Alexander Chancellor

Long life | 7 January 2016

The survival of this death-defying bird is one in the eye for the socially aspirational nouveaux riches of Northants

This is an uplifting story of survival with which to usher in the New Year. At Stoke Park, my home in Northamptonshire, I went the other day into the West Pavilion, one of two 17th-century buildings that were once connected by colonnades to a country house that burned down in 1896. It is one large room with a single entrance door, originally used as a library, then in the 19th century as a ballroom, and nowadays only for wedding receptions and the like. It is kept locked and protected by a burglar alarm, but inside was a hen pheasant scurrying frantically about.

I wondered how it could possibly have got in there until I looked up and saw a jagged hole in the large Venetian window overlooking the park and splinters of glass all over the floor inside. There had been shooting in the park that day, and the bird, in desperate flight from the guns, had clearly flown into the window at high speed and simply burst through it. But it appeared completely unhurt. I cornered it and tried to catch it, but it gave me the slip and took off again in renewed terror towards a kind of hidden minstrels’ gallery high up above the entrance door, where it crashed into another window, cracking another pane, and fell out of sight on to the gallery’s floor. There was silence and no sign of movement.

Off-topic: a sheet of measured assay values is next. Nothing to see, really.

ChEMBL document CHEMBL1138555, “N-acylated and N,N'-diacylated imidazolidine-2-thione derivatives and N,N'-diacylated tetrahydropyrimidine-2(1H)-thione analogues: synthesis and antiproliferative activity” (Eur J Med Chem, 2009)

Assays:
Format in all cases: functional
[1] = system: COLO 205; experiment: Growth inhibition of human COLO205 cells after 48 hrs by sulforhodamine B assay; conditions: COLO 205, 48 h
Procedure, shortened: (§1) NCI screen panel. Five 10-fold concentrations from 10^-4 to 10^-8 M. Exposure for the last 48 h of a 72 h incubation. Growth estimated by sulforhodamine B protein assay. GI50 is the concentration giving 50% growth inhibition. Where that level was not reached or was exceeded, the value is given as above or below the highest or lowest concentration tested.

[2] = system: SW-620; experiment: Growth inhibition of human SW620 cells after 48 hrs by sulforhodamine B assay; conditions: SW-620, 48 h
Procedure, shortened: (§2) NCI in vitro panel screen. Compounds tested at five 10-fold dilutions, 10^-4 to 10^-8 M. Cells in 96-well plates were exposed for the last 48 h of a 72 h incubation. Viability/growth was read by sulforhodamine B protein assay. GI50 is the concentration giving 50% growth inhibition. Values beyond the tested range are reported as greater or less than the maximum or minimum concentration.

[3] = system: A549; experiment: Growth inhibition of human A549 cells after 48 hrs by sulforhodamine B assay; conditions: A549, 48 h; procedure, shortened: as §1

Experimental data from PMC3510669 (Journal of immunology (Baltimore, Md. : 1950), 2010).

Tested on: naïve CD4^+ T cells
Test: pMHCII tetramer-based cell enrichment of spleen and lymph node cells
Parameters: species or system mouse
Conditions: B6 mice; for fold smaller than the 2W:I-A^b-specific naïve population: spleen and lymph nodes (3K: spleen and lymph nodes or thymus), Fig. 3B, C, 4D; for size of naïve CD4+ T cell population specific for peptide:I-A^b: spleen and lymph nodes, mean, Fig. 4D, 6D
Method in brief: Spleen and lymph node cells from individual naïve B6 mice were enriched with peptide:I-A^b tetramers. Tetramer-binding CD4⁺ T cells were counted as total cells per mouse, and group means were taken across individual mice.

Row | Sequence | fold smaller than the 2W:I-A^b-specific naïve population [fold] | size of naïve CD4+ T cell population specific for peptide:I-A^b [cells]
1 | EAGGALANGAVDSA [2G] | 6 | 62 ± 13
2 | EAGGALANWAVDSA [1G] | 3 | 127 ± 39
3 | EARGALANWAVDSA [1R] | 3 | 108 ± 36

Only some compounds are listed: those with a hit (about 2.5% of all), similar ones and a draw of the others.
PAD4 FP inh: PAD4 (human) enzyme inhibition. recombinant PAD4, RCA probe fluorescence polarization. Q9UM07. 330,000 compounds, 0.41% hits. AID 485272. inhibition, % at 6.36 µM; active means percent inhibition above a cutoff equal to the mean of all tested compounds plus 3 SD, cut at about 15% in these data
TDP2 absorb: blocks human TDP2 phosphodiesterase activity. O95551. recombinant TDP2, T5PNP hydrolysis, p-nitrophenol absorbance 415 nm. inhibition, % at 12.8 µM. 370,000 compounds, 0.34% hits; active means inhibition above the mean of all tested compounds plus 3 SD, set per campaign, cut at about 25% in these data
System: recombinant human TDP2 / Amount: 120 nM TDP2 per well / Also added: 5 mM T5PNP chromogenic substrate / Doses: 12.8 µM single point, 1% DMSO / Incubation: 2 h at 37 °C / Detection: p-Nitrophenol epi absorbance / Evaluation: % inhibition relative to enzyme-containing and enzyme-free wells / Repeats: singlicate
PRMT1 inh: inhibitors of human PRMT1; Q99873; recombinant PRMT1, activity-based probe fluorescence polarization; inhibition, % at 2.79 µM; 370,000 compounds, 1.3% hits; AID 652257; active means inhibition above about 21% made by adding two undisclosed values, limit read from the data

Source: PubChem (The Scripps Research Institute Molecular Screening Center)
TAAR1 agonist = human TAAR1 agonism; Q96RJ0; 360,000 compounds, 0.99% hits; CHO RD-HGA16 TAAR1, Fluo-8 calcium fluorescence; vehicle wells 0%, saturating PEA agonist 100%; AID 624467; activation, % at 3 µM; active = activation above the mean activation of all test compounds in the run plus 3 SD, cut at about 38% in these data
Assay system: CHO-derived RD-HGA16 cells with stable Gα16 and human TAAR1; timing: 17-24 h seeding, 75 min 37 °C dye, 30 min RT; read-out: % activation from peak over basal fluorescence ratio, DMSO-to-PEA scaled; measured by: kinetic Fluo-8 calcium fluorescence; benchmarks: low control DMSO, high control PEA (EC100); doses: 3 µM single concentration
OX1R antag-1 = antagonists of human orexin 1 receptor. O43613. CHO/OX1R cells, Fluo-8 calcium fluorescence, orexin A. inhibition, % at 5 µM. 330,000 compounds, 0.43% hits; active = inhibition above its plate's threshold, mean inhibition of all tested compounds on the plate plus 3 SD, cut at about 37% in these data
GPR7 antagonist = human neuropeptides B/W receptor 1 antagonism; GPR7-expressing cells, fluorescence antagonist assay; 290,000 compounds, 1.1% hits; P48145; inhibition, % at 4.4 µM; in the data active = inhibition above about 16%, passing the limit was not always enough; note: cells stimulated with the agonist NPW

I felt that this time there could be no doubt that it had done itself in, though I couldn’t be absolutely sure until I had found a tall ladder and gone up to see for myself, which at my age would have been rather a hazardous enterprise. But I returned an hour or two later to find continued silence and so was confirmed in my conclusion.

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